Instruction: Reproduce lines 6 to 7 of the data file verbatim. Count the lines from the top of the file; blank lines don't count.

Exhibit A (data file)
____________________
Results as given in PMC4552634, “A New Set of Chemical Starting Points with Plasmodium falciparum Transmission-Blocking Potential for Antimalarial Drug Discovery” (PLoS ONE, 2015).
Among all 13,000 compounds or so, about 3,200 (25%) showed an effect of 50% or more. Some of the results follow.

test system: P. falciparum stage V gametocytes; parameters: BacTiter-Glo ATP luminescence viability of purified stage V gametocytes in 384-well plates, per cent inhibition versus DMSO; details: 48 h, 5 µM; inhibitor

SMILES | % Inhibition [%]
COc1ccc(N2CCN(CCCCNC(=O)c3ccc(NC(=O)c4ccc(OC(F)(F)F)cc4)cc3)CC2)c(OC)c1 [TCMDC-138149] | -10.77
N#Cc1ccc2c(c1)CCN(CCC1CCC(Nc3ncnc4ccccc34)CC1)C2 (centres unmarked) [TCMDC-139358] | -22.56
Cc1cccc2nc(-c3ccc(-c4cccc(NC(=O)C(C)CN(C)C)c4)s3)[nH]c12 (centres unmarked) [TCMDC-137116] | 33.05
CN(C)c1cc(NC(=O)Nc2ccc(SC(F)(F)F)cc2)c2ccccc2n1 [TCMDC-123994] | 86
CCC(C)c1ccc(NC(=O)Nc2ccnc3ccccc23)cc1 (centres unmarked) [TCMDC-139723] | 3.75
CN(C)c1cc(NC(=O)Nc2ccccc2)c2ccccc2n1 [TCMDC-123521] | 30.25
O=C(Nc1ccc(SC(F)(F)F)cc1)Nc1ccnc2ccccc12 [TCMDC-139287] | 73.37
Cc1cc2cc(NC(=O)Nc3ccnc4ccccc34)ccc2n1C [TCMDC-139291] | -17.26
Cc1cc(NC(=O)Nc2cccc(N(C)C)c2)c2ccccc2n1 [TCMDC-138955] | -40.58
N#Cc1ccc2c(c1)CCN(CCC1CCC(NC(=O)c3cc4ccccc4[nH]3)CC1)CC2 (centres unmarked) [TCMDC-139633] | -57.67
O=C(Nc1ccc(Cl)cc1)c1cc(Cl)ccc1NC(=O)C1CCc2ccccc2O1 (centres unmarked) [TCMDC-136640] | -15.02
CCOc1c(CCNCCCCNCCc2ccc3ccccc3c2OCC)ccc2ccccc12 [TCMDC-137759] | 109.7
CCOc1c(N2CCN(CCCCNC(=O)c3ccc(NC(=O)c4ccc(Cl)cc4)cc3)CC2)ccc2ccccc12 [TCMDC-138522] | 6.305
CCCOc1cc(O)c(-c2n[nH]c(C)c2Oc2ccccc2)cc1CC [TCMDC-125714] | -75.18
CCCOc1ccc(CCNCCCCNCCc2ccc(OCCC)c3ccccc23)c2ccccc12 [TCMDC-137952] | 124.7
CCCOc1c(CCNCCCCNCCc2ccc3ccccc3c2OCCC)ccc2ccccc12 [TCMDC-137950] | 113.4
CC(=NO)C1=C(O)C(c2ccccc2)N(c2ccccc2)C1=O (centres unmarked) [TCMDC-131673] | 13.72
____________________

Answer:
N#Cc1ccc2c(c1)CCN(CCC1CCC(Nc3ncnc4ccccc34)CC1)C2 (centres unmarked) [TCMDC-139358] | -22.56
Cc1cccc2nc(-c3ccc(-c4cccc(NC(=O)C(C)CN(C)C)c4)s3)[nH]c12 (centres unmarked) [TCMDC-137116] | 33.05